TO: Arkansas’s Second Amendment Supporters
FROM: Senator John Boozman
RE: Opposition to David Chipman’s nomination to lead the Bureau of Alcohol, Tobacco, Firearms and Explosives
Date: July 28, 2021
President Joe Biden has nominated David Chipman to serve as Director of the Bureau of Alcohol, Tobacco, Firearms and Explosives (ATF). I believe he is unfit to lead the bureau and will vote against his confirmation.
Chipman has not proven that he supports the Second Amendment, and in fact his record exhibits the opposite. Given the ongoing efforts around the country to implement unfair and unconstitutional gun control laws, I believe the head of the ATF should have a solid understanding and be a strong advocate for the Second Amendment.
Chipman has a deeply flawed interpretation of our individual right to keep and bear arms. He worked for the ATF for almost 25 years. After serving in supervisory roles in Michigan and Washington, D.C. he retired in 2012. He has since become a senior policy advisor at Giffords, a gun control group that advocates for stricter firearms laws. Chipman’s nomination is another clear signal from the president that gun control measures remain a key priority on the administration’s agenda.
Chipman has even shown his contempt and disdain for legal gun buyers, equating the rise in the purchase of guns during the pandemic to preparing for a zombie attack, “…the people who hoarded guns might decide six months from now—once they see no zombies around but they’ve run out of tuna and beef jerky—that they need the money to buy food.” Openly mocking lawful gun owners for exercising their constitutional right is troubling for anyone, but coming from the person nominated to lead the ATF it is downright disturbing and unacceptable.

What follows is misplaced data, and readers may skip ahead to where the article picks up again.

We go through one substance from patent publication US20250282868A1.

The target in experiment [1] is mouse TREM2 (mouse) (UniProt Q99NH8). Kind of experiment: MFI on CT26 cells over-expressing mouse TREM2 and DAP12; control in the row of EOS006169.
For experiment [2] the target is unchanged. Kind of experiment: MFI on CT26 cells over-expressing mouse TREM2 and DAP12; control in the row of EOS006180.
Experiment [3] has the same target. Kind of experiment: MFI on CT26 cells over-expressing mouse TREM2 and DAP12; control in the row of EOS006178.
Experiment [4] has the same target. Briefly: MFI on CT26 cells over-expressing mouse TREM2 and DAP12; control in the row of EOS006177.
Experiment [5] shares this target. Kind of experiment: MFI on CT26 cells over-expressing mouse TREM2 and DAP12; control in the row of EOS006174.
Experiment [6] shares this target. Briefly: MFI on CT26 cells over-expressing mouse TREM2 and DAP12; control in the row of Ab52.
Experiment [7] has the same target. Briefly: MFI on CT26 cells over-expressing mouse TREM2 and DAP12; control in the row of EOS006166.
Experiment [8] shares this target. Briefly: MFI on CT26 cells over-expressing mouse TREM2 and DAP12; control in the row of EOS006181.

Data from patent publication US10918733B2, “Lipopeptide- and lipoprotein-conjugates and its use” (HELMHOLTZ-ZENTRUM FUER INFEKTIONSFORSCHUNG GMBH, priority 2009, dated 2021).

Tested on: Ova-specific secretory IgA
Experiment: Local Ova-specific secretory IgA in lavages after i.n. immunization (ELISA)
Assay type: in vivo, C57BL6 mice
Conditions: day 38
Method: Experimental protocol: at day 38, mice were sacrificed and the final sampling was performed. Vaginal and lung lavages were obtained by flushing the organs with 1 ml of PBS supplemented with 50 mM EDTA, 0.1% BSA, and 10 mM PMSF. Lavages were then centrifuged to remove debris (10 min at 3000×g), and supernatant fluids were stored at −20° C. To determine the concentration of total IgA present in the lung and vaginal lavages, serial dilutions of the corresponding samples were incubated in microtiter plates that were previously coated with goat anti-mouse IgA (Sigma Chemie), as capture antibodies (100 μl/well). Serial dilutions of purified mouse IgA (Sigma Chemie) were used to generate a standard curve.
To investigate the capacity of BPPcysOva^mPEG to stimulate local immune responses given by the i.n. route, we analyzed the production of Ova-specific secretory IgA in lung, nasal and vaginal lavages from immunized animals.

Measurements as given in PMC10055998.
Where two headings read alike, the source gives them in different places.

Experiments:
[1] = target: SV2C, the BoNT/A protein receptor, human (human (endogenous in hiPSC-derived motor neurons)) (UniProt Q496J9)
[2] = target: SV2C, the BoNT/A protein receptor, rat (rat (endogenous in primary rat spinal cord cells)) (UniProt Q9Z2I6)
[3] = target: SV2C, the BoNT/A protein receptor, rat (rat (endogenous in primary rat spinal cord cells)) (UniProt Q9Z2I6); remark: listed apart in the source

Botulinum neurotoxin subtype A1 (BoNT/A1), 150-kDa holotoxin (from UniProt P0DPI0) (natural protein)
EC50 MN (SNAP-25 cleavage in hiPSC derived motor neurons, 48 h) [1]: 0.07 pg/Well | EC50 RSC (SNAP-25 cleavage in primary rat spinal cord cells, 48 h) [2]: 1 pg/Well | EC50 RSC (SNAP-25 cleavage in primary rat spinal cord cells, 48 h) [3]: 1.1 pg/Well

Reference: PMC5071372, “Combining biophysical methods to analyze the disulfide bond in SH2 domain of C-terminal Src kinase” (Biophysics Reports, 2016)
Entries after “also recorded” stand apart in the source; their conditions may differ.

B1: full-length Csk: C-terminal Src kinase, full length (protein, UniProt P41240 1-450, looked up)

I am a proud supporter of the Second Amendment and believe the Director of the ATF should not have a predisposed hostility to it. I have serious concerns with Chipman's track record of vocal support for extensive gun control measures and his mistaken understanding of the Second Amendment. That’s why I feel it is more important than ever to continue my strong and vocal support for our Second Amendment right and forcefully oppose his nomination.
I’ve long been a champion of this fundamental right. As a member of the Second Amendment Task Force, I have been a constant advocate of efforts to protect and enhance the ability of law-abiding citizens to own firearms. I’ve fought to protect this founding principle by pushing back on the Biden administration’s policies and nominees that threaten to erode it, as well as by supporting legislation to defend it. Here are some of the highlights from this Congress:
- Opposing the nomination of Merrick Garland to serve as U.S. Attorney General because of his stance on guns and his previous rulings as federal judge that threatened the right to keep and bear arms.
- Urging the administration to withdraw overreaching rules including the ATF’s proposed rule banning the use of stabilizing braces on firearms.
- Cosponsoring the Federal Firearm Licensee Protection Act of 2021, the Hearing Protection Act, the Constitutional Concealed Carry Reciprocity Act of 2021 and the Protecting the Right to Keep and Bear Arms Act.
Arkansans and Americans across our country understand the need to uphold and protect the Second Amendment. They are right, and I will continue that fight in the Senate.
Jun 15 2021
***UPDATE: The U.S. Department of State is now advising Americans who plan to travel abroad to apply for a passport at least six months before their trip.
A new alert on passport operations warns that routine passport applications may take up to 18 weeks. Expedited requests (with additional fees) may take up to 12 weeks.